Dr. Michael Osterholm, director of the Center for Infectious Disease Research and Policy at the University of Minnesota, called the recent ruling by a Florida judge striking down the federal mask mandate on mass transit "a real challenge."
"This is not going to be the last of the need for public health measures we've taken for any crisis," Osterholm told "This Week" Co-Anchor Martha Raddatz exclusively on Sunday. "And what could be the crisis of tomorrow?"
The Transportation Security Administration announced last week that the travel mask requirement will no longer be enforced by the agency since the mandate was struck down. But the Department of Justice is appealing the decision after the Center for Disease Control weighed in.
"On precedence, this case is very, very important," Osterholm added. "I think the confusion around the mask mandate itself and how effective it is, is a secondary issue, but one that is still important, too."
Raddatz followed up, asking Osterholm about telling The New York Times this week that public health messaging around masking has been "way off the mark."
"Well, it is off. First of all, let me be really clear, I am very, very strongly in support of a respiratory protection," he said. "Someone can do a great deal to protect themselves and protect others if they’re using an N95 respirator. But this virus is transferred by what we call aerosols. It’s very fine particles that float into the air. It’s like smoke. It’s like perfume. And you have to have a high-quality respiratory protection device to protect yourself."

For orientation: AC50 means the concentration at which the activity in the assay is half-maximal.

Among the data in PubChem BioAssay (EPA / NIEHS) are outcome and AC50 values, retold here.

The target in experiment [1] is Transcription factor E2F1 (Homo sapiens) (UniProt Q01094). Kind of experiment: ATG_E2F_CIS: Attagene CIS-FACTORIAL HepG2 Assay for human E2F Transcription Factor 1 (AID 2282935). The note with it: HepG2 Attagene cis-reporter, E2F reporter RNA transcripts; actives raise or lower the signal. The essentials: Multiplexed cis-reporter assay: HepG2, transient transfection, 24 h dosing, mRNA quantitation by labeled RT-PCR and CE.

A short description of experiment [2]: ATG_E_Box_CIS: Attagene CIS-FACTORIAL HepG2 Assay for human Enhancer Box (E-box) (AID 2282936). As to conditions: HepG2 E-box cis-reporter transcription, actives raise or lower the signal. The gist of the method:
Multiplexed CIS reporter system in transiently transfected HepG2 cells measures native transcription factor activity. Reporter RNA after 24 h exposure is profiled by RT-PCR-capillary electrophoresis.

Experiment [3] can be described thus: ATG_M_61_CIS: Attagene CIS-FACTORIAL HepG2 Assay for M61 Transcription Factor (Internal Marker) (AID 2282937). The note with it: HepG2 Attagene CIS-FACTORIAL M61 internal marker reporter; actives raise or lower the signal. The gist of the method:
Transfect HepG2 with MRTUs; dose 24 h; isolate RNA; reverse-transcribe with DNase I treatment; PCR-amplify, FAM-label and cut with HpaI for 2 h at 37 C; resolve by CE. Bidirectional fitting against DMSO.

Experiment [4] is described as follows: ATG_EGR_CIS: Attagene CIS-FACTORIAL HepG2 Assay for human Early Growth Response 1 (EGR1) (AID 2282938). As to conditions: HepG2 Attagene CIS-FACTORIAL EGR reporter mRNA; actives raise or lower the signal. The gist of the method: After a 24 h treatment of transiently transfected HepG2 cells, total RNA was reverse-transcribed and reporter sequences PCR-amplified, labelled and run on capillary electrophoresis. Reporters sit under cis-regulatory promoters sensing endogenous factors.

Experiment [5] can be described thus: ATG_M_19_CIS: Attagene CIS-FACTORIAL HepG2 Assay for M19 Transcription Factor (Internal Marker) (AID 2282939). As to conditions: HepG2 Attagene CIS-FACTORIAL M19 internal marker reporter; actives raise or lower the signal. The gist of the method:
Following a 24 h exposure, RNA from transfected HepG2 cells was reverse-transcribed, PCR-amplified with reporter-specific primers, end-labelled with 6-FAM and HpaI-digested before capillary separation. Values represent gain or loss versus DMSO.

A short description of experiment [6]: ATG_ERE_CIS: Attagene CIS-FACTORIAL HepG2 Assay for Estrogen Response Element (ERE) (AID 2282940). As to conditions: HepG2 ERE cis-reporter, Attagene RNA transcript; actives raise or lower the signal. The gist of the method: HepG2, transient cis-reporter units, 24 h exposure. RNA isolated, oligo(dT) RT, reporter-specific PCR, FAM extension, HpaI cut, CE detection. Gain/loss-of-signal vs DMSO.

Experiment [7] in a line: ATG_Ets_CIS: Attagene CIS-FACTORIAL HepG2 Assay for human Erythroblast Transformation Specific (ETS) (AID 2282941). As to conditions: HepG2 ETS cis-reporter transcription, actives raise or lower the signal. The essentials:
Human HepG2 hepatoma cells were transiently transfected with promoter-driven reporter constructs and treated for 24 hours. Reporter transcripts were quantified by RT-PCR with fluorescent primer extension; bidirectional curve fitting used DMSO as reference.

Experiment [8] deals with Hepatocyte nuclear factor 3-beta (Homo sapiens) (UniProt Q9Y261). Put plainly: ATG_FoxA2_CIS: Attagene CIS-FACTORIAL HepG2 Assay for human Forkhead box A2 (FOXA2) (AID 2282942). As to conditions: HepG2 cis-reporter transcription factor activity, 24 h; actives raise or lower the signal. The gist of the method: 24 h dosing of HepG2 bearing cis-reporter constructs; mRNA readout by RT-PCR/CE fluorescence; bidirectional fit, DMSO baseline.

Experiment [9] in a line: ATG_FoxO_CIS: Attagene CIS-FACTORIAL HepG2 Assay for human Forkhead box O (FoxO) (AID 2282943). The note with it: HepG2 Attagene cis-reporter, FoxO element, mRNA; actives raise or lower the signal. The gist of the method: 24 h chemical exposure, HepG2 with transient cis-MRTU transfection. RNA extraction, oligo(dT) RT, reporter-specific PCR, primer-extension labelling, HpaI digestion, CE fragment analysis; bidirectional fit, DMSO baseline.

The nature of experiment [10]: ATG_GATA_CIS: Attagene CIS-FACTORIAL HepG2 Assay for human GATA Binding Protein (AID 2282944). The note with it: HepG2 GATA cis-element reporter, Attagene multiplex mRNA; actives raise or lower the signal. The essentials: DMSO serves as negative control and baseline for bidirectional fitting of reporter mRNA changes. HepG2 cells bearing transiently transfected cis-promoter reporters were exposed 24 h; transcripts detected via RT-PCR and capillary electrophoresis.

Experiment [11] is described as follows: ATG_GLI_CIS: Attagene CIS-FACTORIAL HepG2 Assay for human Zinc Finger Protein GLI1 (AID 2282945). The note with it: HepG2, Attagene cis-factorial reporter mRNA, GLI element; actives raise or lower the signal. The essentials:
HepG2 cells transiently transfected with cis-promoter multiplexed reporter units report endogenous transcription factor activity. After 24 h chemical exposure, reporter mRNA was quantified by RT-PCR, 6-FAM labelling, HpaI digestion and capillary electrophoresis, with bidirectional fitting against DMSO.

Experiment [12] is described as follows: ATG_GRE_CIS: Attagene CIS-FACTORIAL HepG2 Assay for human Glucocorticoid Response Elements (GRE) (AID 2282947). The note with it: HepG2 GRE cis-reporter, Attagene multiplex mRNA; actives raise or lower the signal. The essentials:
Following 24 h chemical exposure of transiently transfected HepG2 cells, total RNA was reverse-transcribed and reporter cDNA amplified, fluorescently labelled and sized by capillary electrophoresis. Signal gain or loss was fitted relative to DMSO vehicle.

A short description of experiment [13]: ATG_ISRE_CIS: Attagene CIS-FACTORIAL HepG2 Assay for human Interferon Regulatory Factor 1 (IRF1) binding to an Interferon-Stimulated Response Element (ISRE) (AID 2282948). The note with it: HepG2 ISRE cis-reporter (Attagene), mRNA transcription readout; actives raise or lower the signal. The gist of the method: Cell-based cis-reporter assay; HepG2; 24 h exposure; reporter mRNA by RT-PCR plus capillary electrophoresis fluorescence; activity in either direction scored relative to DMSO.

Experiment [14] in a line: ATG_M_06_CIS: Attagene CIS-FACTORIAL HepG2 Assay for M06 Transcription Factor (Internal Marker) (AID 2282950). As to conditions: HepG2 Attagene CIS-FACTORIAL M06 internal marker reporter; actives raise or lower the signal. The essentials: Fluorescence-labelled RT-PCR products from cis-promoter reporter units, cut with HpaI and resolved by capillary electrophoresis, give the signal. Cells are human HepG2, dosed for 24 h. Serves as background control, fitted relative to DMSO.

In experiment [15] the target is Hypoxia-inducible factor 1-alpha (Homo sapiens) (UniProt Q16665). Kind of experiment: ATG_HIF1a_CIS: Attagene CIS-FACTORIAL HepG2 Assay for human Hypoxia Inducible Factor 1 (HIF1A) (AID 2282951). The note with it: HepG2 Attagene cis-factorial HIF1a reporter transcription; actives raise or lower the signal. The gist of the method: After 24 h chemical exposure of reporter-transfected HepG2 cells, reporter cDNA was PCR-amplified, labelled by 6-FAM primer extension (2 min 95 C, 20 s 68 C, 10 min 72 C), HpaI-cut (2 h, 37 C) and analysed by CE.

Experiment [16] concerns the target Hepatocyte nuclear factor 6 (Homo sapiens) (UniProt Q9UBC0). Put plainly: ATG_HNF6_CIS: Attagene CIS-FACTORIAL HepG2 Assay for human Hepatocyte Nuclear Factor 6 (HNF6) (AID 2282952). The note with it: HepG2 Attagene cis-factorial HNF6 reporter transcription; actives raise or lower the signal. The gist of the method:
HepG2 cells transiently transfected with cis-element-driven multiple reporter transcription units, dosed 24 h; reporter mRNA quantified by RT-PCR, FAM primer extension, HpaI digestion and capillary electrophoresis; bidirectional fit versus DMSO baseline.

"I think that what we want to do is stop talking about masking and talking about effective respiratory protection," Osterholm added.
"And how do you do that?" Raddatz asked.
"First of all, the U.S. public is done with the pandemic, even though the virus is not done with us," Osterholm responded. "And we have to recognize that in public health."
"So, what is it that we can do? Well, we have to have credibility," he added. "And again, what has happened is this has become ... really a philosophical and political issue, not a science issue."
Despite his objections to cloth masks, Osterholm still strongly recommends the use of N95 respirators, "particularly if you're an immune-compromised individual."
"If everybody can do that, they would keep in on to the duration of a flight, not wear it underneath their nose, then that would be a very effective way to have a mandate," Osterholm said.
Raddatz also asked about the pandemic as cases rise in most states.
"What is the true state of the pandemic right now?" she pressed.
"You know, Martha, every day is a brand new day with this pandemic, relative to the variants," Osterholm said. "We know that we have strains that are much more infectious, so that, you know, you can't come up with an answer today to say this is where we're at because tomorrow, it could change."
Despite rising caseloads, hospitalizations stemming from the virus are still at all-time lows nationwide, something Osterholm called "good news."
"But I want to emphasize that could all change tomorrow, and that's what the public is not willing to hear," he added. "They want this to be over."